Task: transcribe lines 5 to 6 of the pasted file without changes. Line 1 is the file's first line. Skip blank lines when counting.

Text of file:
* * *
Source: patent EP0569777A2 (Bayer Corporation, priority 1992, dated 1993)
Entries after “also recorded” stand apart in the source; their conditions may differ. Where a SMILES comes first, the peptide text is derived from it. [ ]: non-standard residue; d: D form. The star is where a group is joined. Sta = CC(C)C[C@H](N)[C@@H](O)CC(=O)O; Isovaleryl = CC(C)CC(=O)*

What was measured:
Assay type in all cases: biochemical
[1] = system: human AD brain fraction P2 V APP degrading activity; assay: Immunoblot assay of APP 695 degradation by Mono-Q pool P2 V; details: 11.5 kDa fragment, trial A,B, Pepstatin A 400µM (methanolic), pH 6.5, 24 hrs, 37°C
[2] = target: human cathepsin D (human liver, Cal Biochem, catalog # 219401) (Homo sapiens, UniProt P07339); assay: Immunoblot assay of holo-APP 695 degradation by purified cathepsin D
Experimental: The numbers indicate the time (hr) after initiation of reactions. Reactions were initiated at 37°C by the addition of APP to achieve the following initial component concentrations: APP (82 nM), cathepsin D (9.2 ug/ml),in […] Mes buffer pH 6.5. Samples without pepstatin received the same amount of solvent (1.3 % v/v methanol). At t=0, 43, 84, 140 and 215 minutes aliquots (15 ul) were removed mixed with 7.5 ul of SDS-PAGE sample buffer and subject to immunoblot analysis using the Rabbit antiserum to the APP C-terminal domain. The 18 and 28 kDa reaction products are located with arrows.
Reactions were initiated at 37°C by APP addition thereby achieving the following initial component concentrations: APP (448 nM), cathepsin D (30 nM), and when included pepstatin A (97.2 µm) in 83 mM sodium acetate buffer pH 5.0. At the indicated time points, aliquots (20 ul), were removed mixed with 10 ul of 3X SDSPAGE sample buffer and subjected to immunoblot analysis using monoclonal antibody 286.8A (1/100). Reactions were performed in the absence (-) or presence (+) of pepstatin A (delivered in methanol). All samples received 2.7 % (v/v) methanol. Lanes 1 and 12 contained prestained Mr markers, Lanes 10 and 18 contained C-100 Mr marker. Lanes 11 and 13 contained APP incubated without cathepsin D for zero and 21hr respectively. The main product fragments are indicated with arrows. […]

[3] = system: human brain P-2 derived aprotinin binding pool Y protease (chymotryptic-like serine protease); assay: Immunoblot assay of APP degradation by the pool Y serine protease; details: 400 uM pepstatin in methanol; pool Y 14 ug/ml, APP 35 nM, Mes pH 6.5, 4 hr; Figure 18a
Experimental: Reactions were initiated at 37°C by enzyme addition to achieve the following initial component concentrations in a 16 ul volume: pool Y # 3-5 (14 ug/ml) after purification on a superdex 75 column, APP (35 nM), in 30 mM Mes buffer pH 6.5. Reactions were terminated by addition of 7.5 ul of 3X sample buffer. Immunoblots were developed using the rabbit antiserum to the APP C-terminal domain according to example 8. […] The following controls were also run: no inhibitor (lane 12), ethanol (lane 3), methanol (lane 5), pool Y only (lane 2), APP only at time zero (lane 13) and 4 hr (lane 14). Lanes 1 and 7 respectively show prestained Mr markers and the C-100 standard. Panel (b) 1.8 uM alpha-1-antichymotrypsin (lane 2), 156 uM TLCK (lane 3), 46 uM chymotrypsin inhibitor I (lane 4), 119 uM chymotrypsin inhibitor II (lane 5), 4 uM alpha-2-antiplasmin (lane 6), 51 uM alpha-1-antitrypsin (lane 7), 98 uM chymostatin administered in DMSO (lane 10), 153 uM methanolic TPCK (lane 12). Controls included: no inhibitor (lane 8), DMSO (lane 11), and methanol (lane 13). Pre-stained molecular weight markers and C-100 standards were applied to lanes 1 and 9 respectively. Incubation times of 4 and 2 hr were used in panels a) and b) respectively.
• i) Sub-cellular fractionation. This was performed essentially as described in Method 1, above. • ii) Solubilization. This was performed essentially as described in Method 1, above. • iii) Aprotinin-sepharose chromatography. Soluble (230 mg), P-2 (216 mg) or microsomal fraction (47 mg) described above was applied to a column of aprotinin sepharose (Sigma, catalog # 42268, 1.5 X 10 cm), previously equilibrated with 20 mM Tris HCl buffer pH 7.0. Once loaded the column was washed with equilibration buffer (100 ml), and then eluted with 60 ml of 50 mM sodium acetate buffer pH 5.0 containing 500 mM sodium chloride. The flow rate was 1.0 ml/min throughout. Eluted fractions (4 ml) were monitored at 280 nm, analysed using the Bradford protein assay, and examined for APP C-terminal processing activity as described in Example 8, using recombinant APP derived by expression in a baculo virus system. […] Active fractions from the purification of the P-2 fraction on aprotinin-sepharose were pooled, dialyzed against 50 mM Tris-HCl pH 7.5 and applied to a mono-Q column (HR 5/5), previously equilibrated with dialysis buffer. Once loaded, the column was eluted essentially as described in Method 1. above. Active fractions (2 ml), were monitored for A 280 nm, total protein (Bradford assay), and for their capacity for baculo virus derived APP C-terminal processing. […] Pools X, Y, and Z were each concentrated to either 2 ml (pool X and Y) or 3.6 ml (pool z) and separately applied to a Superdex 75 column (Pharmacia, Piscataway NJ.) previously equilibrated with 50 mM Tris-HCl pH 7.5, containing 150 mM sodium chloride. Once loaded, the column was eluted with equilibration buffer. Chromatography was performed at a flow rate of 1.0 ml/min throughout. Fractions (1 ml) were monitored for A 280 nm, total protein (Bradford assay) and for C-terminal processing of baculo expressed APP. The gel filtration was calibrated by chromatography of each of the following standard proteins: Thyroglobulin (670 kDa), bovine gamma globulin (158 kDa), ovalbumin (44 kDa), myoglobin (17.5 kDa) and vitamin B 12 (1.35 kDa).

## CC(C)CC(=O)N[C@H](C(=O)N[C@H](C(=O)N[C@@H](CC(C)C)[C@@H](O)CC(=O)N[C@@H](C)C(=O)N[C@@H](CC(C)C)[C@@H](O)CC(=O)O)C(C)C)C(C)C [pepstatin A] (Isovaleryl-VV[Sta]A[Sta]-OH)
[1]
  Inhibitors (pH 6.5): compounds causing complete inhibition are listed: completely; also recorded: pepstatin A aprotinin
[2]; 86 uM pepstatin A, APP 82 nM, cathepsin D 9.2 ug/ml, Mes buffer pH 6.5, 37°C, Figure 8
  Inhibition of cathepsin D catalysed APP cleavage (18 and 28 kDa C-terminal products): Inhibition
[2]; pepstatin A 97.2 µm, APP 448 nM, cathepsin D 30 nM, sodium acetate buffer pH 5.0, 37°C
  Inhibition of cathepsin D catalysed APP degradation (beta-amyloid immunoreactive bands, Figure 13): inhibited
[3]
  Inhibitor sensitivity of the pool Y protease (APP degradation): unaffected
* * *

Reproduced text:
[1] = system: human AD brain fraction P2 V APP degrading activity; assay: Immunoblot assay of APP 695 degradation by Mono-Q pool P2 V; details: 11.5 kDa fragment, trial A,B, Pepstatin A 400µM (methanolic), pH 6.5, 24 hrs, 37°C
[2] = target: human cathepsin D (human liver, Cal Biochem, catalog # 219401) (Homo sapiens, UniProt P07339); assay: Immunoblot assay of holo-APP 695 degradation by purified cathepsin D